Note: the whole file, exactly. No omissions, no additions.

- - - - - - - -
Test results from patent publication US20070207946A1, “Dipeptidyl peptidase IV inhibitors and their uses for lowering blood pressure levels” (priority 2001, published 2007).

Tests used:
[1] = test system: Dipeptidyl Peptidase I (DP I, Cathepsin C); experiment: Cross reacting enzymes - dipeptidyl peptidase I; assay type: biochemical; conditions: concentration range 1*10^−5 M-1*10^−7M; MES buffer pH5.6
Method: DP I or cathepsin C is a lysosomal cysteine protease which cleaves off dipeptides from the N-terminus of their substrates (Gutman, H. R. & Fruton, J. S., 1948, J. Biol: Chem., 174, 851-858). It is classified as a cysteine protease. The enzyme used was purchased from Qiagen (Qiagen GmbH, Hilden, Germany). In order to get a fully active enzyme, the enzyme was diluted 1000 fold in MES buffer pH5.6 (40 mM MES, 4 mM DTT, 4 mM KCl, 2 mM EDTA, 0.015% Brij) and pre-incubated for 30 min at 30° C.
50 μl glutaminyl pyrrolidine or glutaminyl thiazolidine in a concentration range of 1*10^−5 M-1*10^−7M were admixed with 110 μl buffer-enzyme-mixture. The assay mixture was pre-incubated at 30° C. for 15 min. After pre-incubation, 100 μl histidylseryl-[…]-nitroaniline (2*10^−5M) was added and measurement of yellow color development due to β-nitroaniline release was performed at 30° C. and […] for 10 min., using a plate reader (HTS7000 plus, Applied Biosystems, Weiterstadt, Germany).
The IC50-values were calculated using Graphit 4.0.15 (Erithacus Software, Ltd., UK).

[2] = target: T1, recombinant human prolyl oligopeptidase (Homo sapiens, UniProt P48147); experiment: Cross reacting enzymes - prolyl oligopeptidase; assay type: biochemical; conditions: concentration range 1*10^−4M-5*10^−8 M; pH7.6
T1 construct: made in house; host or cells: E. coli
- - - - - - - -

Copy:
Test results from patent publication US20070207946A1, “Dipeptidyl peptidase IV inhibitors and their uses for lowering blood pressure levels” (priority 2001, published 2007).

Tests used:
[1] = test system: Dipeptidyl Peptidase I (DP I, Cathepsin C); experiment: Cross reacting enzymes - dipeptidyl peptidase I; assay type: biochemical; conditions: concentration range 1*10^−5 M-1*10^−7M; MES buffer pH5.6
Method: DP I or cathepsin C is a lysosomal cysteine protease which cleaves off dipeptides from the N-terminus of their substrates (Gutman, H. R. & Fruton, J. S., 1948, J. Biol: Chem., 174, 851-858). It is classified as a cysteine protease. The enzyme used was purchased from Qiagen (Qiagen GmbH, Hilden, Germany). In order to get a fully active enzyme, the enzyme was diluted 1000 fold in MES buffer pH5.6 (40 mM MES, 4 mM DTT, 4 mM KCl, 2 mM EDTA, 0.015% Brij) and pre-incubated for 30 min at 30° C.
50 μl glutaminyl pyrrolidine or glutaminyl thiazolidine in a concentration range of 1*10^−5 M-1*10^−7M were admixed with 110 μl buffer-enzyme-mixture. The assay mixture was pre-incubated at 30° C. for 15 min. After pre-incubation, 100 μl histidylseryl-[…]-nitroaniline (2*10^−5M) was added and measurement of yellow color development due to β-nitroaniline release was performed at 30° C. and […] for 10 min., using a plate reader (HTS7000 plus, Applied Biosystems, Weiterstadt, Germany).
The IC50-values were calculated using Graphit 4.0.15 (Erithacus Software, Ltd., UK).

[2] = target: T1, recombinant human prolyl oligopeptidase (Homo sapiens, UniProt P48147); experiment: Cross reacting enzymes - prolyl oligopeptidase; assay type: biochemical; conditions: concentration range 1*10^−4M-5*10^−8 M; pH7.6
T1 construct: made in house; host or cells: E. coli